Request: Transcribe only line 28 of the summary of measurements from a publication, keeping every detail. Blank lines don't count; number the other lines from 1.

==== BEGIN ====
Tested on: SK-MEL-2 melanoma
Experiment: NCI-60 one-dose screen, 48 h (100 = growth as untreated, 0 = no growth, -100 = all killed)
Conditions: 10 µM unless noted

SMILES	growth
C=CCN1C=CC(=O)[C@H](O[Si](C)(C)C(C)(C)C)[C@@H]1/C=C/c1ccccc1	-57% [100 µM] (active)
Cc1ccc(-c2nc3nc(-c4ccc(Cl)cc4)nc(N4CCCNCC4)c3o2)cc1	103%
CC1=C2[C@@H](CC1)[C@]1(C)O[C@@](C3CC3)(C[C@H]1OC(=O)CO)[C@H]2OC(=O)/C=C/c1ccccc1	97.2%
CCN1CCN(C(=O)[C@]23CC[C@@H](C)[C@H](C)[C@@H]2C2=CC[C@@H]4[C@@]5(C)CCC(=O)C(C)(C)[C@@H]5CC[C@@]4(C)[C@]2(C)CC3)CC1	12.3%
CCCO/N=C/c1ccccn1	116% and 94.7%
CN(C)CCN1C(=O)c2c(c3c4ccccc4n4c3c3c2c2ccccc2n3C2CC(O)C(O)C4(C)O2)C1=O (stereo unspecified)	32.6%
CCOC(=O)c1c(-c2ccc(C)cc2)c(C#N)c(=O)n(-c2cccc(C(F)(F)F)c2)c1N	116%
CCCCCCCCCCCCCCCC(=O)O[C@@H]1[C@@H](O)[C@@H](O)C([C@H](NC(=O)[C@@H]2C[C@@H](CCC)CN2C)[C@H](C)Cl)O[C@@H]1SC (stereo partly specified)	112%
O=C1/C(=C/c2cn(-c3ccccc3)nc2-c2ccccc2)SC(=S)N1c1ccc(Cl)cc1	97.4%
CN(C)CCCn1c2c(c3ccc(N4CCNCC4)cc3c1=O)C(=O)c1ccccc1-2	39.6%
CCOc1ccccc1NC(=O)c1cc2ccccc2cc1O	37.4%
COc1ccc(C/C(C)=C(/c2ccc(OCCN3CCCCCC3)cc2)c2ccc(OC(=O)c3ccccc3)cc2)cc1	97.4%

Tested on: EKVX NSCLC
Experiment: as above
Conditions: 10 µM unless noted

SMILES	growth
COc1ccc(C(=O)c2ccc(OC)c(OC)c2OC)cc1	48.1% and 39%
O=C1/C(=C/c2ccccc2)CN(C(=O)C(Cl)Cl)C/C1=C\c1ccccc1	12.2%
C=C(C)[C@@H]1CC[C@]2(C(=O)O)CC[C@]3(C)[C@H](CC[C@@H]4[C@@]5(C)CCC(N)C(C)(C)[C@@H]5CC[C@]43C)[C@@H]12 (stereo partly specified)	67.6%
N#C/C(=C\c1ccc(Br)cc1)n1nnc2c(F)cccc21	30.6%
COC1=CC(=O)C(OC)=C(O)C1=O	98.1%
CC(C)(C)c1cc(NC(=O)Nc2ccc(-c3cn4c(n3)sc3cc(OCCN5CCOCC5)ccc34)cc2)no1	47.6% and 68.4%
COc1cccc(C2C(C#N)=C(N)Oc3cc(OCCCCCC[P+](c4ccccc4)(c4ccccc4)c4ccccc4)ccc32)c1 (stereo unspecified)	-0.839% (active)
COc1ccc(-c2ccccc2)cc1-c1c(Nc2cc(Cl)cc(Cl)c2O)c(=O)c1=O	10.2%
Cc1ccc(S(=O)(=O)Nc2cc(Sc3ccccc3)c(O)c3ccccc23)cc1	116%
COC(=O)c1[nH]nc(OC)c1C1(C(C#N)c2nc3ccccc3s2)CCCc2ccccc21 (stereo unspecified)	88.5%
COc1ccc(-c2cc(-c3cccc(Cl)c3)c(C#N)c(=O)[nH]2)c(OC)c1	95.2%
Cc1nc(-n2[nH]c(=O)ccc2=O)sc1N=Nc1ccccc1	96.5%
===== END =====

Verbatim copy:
COc1ccc(-c2ccccc2)cc1-c1c(Nc2cc(Cl)cc(Cl)c2O)c(=O)c1=O	10.2%